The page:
• Austin Karr

Working From Home: 8 Tips From A Seasoned Work-From-Home Warrior



I know many of you are work from home warriors like me, and many of you have just been thrust into this new lifestyle. These are my tips for working from home, from most obvious to least.


This advice falls apart in one massive way if you are working at home, and your spouse is working at home, and your kids are home. In that case, take what you can use and leave the rest.

  1. Keep a schedule - I am at my desk every morning at 7:00 am. That's 8 am for HQ, and I try to keep a regular work schedule that aligns with the rest of my co-workers.

  2. Get dressed - Some of my friends who work at home swear by jammies and slippers. I dress in business casual attire, just the same as my co-workers at HQ.

  3. Have a dedicated workspace - This is easier said than done. I have an office at home, but I realize having to set up something temporary may be more difficult. Try and carve out a little space you can call your office.

  4. Tell everyone in your house you're off to work - While I may come out of my office during the day to eat, grab a coffee, or chat, I always tell my family goodbye when I "leave" for the office. This is something that helps me understand that I am changing into work mode rather than being in home mode.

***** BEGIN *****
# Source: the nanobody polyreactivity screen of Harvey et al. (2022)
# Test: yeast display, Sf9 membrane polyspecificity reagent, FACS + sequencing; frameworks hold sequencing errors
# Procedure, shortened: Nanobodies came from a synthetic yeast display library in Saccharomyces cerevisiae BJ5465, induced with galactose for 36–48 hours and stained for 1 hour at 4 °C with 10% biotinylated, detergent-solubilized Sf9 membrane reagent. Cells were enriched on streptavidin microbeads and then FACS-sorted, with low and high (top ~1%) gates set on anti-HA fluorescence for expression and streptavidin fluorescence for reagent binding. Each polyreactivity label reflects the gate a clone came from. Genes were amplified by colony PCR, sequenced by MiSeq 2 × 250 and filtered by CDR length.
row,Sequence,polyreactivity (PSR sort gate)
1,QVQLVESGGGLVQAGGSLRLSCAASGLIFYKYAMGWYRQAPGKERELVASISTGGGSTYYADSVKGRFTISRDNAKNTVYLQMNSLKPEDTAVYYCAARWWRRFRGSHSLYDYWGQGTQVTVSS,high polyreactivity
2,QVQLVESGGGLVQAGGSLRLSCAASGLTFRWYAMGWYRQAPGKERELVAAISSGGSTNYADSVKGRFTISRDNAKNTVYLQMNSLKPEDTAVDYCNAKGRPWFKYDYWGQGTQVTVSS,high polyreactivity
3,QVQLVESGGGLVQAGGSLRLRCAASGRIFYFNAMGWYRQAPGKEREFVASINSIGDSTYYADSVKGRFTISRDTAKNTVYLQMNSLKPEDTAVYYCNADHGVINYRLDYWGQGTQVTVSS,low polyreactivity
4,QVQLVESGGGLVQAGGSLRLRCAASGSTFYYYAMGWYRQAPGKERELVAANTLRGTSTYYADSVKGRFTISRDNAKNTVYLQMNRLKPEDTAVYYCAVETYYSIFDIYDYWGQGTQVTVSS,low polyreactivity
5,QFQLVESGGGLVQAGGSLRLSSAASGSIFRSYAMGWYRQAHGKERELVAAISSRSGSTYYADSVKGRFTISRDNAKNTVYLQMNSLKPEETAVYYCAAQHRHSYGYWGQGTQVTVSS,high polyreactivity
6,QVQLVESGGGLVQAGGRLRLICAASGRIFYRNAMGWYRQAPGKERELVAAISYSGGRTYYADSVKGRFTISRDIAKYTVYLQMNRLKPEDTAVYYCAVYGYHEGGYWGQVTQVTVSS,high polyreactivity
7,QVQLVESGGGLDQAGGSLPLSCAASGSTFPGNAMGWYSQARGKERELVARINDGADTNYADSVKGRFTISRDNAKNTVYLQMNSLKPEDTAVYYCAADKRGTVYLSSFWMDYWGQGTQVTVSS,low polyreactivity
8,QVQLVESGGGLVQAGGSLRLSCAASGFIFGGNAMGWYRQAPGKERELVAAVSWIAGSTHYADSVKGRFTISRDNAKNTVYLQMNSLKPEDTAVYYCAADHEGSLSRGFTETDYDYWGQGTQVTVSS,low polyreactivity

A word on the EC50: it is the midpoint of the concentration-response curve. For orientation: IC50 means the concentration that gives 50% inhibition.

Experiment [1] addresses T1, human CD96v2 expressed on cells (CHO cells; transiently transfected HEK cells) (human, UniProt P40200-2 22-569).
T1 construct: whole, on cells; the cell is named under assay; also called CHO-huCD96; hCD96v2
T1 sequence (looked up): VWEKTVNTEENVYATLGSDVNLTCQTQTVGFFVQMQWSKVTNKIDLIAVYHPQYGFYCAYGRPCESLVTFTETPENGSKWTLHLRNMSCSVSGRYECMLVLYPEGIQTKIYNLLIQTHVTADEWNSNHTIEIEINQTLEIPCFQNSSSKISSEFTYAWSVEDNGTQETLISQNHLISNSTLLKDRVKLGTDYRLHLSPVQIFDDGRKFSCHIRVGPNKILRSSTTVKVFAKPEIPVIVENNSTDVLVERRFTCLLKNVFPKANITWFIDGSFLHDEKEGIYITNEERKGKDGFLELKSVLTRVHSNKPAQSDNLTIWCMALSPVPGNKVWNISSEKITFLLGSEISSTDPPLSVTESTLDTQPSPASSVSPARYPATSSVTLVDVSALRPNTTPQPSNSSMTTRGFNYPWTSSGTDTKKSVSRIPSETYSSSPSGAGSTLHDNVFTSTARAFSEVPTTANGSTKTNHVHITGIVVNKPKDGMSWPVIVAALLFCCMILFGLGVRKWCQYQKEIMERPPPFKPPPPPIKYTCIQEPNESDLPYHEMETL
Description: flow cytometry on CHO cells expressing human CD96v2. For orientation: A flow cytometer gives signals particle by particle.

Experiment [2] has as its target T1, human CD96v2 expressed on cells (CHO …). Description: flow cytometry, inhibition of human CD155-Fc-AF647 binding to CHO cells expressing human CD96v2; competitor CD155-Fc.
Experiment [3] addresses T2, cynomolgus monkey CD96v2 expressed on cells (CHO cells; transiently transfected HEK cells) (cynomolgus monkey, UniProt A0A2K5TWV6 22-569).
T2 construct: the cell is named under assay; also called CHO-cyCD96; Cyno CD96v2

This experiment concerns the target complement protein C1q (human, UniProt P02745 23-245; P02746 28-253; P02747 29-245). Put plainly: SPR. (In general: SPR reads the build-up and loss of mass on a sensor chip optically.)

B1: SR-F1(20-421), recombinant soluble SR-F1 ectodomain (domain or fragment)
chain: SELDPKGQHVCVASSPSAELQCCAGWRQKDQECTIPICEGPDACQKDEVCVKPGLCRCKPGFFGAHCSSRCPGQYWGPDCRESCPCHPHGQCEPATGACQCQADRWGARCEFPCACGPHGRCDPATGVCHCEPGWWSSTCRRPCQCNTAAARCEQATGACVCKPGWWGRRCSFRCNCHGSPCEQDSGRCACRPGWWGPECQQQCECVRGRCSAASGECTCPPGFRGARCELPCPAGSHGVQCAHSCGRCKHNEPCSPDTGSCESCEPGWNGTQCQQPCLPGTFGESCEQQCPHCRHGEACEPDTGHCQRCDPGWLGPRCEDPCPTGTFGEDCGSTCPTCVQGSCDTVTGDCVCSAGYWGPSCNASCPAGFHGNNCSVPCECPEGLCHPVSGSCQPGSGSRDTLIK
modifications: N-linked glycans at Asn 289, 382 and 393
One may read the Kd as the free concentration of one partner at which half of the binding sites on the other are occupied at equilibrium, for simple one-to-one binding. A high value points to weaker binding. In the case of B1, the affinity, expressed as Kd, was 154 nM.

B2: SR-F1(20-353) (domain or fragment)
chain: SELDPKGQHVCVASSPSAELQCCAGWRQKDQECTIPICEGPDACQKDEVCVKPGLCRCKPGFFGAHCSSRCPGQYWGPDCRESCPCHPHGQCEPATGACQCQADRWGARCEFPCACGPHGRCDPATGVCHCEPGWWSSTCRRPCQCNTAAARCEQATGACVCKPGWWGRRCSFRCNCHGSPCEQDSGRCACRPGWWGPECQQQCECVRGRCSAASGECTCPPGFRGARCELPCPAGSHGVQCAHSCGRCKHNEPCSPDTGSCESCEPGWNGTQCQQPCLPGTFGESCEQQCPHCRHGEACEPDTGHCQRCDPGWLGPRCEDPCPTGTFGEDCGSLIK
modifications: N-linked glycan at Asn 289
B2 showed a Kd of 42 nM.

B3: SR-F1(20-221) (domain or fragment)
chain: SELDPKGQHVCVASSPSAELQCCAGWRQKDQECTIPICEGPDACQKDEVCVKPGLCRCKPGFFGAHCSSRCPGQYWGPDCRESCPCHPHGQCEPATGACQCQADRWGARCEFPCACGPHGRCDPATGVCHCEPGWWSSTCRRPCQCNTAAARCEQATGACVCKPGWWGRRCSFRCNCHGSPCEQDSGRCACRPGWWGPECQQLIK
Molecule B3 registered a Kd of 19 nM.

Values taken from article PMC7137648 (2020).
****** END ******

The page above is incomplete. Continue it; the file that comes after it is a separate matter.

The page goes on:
5. Embrace the video conference - I am on video conference every day sometimes for hours, depending on our meeting schedule. It is so much easier than a phone call because I can see everyone and read the room. It also keeps me connected to everyone I work with even though we are hundreds of miles apart.

  6. It's okay to chat about personal stuff - We frequently start meetings with a little catchup just like we would if we were all in the office. How was your weekend? How are the kids? A short watercooler conversation isn't going to kill productivity but can boost morale.

  7. Get ready for interruptions - we have all seen the video of the kid walking into the television broadcast, and that is a regular occurrence in my house. I can pull my door shut, but the kids often walk in when I am chatting with a client or staff. Amazingly it never bothers me when this happens to others, but I always find it embarrassing. (Something I am learning to embrace.)

  8. Shut down at the end of the day - You don't have a commute anymore. That was very difficult for me, with no transition time it took me a while to adjust to home life, my mind was somewhere between work and home. I have a wind-down process at the end of the day. I recommend listening so some music, meditating, or catching up on a podcast; this way, you can make that transition a little easier.


I wish you good luck if you are transitioning to home, it may take a little while to feel comfortable, but with some practice, you may learn to love it.


- Austin Karr,

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